West Cornwall MP Derek Thomas has broadly welcomed the Chancellor’s Spring Statement and, in particular, is encouraged by his announcement of a consultation on the VAT threshold.
“As well as the healthy economic picture that the Chancellor has been able to paint, with the economy set to grow more strongly than previously thought and with the National Debt beginning to fall, I very much welcome the fact that the Chancellor is looking at the level of the VAT threshold,” said Mr Thomas.
“I have lobbied Government over the past three years on this issue and I therefore welcome his announcement of a consultation on how the current threshold affects business.
“I have consistently argued that the threshold should be increased from its current rate of £83,000 to around £120,000 to encourage small businesses.
“The current system is having a harmful impact on the economy of West Cornwall and the Isles of Scilly as it is helping to contribute to periods of economic vacuum.
“Many of our smaller businesses in West Cornwall are heavily reliant on tourism and what they are doing is closing down or scaling back their business during the off-season to remain competitive and so avoid the administration associated with VAT.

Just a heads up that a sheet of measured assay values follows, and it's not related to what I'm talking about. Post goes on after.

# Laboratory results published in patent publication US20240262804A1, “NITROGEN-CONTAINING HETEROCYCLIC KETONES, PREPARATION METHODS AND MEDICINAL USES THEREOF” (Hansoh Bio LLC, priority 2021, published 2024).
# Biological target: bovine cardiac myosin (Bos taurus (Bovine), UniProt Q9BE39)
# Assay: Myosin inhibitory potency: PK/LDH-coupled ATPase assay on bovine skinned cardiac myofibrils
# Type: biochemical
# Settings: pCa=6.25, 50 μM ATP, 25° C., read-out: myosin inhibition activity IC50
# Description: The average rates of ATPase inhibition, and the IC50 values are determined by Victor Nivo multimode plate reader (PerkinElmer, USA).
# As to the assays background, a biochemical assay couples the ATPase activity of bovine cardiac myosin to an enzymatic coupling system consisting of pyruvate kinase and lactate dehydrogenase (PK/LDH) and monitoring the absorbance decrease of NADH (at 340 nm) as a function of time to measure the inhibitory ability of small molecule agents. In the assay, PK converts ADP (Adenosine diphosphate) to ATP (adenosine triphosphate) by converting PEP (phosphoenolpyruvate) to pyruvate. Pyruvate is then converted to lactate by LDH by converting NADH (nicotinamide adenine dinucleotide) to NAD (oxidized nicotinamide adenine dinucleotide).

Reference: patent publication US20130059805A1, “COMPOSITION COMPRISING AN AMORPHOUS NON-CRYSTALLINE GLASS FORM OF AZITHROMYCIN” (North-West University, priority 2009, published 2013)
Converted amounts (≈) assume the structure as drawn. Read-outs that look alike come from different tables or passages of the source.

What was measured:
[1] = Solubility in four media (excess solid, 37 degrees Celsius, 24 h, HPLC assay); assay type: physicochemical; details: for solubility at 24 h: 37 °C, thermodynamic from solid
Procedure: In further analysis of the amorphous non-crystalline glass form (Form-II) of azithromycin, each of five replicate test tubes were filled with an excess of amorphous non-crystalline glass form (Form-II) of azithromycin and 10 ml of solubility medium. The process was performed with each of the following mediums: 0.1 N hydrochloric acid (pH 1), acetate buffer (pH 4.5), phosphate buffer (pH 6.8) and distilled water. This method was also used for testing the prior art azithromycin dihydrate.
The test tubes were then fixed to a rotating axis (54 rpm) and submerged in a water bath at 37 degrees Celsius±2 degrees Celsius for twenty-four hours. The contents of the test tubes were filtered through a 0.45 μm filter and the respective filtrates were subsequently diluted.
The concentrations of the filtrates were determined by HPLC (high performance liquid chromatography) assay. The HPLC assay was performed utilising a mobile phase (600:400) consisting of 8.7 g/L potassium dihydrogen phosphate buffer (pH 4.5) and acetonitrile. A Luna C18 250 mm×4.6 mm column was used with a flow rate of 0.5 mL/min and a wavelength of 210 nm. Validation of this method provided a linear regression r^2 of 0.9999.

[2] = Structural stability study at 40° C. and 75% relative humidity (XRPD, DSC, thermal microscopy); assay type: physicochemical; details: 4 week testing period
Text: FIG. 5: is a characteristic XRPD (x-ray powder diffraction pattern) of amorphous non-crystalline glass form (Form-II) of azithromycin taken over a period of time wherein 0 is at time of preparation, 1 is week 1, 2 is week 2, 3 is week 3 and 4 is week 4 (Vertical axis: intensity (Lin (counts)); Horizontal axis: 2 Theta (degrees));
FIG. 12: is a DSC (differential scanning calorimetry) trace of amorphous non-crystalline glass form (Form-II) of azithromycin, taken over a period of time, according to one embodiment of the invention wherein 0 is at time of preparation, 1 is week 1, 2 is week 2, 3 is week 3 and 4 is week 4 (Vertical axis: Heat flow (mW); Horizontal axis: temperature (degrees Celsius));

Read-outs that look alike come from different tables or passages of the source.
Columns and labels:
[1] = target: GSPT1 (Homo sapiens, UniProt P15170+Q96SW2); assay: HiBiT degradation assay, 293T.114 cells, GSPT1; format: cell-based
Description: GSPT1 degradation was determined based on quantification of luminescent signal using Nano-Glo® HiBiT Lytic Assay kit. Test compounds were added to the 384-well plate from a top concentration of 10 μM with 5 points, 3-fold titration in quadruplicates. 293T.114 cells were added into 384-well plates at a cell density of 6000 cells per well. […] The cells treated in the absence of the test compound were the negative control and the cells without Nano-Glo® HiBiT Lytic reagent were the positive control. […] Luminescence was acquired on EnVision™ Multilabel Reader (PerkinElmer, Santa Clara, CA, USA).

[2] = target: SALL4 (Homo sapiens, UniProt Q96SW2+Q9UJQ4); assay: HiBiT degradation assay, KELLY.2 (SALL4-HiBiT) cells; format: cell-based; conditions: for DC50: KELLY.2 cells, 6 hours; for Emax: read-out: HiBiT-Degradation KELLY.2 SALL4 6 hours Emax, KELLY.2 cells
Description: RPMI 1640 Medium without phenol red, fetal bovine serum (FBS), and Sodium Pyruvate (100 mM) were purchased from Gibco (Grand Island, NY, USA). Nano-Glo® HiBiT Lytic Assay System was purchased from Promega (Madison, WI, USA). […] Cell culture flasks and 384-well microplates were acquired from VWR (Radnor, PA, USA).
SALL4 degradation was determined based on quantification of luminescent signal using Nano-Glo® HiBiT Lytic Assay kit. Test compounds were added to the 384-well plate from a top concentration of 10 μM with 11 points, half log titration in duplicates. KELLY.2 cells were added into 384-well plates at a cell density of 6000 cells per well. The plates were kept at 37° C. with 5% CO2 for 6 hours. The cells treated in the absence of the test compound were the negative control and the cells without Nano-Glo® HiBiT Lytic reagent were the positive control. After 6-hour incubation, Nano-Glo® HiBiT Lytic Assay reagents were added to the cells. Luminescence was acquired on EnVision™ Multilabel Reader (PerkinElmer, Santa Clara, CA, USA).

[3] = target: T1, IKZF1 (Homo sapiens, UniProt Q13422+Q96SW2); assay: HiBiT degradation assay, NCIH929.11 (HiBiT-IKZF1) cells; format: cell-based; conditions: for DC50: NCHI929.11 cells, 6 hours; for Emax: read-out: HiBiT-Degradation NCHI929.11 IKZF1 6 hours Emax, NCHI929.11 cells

“Unfortunately, this has a detrimental impact on the West Cornwall economy by compressing the tourist season into a few short months; it also affects employment opportunities for workers and reduces the tax the Government can collect through PAYE.
“Raising the tax threshold would create an incentive for the owners of West Cornwall’s small tourism businesses to open for longer periods each year which would help to put more money into our economy, benefitting the high streets in towns like Penzance, St Ives and Helston – I will be urging all our business owners to take part in this consultation.”
Mr Thomas also welcomed the fact that the Chancellor has brought forward the next Business Rates Revaluation by a year to 2021 to ensure more accurate bills but still maintains that the tax should be completely overhauled.
Last October, in a Westminster debate, he argued: “The Government needs to scrap the system of business rates and develop a fresh solution, injecting fairness into the tax system for small businesses and taking into account the growth of online shopping and supermarket home delivery services.
“Structurally there are many things wrong with business rates. The tax bears little or no relation to underlying profits and the way it is calculated is arbitrary.”